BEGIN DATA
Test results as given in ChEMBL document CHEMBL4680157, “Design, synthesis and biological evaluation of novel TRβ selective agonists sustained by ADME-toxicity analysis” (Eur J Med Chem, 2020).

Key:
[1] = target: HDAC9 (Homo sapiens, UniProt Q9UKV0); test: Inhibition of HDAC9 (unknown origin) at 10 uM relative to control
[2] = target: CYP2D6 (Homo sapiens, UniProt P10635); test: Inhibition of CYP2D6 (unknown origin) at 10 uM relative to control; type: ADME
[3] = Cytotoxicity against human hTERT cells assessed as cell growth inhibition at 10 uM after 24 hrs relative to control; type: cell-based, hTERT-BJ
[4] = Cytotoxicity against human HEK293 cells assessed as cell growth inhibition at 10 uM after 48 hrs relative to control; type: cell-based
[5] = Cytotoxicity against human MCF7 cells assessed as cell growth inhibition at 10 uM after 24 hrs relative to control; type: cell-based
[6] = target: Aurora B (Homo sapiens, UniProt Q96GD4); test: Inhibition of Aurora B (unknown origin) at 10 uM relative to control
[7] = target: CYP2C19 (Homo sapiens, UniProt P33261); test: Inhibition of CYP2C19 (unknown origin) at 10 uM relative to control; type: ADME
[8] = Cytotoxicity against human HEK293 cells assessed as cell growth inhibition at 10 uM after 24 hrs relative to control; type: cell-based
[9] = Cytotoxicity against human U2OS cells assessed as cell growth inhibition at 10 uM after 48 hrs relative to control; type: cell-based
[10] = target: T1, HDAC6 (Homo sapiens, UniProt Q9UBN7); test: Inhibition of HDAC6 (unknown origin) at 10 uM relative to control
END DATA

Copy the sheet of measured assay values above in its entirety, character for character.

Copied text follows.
Test results as given in ChEMBL document CHEMBL4680157, “Design, synthesis and biological evaluation of novel TRβ selective agonists sustained by ADME-toxicity analysis” (Eur J Med Chem, 2020).

Key:
[1] = target: HDAC9 (Homo sapiens, UniProt Q9UKV0); test: Inhibition of HDAC9 (unknown origin) at 10 uM relative to control
[2] = target: CYP2D6 (Homo sapiens, UniProt P10635); test: Inhibition of CYP2D6 (unknown origin) at 10 uM relative to control; type: ADME
[3] = Cytotoxicity against human hTERT cells assessed as cell growth inhibition at 10 uM after 24 hrs relative to control; type: cell-based, hTERT-BJ
[4] = Cytotoxicity against human HEK293 cells assessed as cell growth inhibition at 10 uM after 48 hrs relative to control; type: cell-based
[5] = Cytotoxicity against human MCF7 cells assessed as cell growth inhibition at 10 uM after 24 hrs relative to control; type: cell-based
[6] = target: Aurora B (Homo sapiens, UniProt Q96GD4); test: Inhibition of Aurora B (unknown origin) at 10 uM relative to control
[7] = target: CYP2C19 (Homo sapiens, UniProt P33261); test: Inhibition of CYP2C19 (unknown origin) at 10 uM relative to control; type: ADME
[8] = Cytotoxicity against human HEK293 cells assessed as cell growth inhibition at 10 uM after 24 hrs relative to control; type: cell-based
[9] = Cytotoxicity against human U2OS cells assessed as cell growth inhibition at 10 uM after 48 hrs relative to control; type: cell-based
[10] = target: T1, HDAC6 (Homo sapiens, UniProt Q9UBN7); test: Inhibition of HDAC6 (unknown origin) at 10 uM relative to control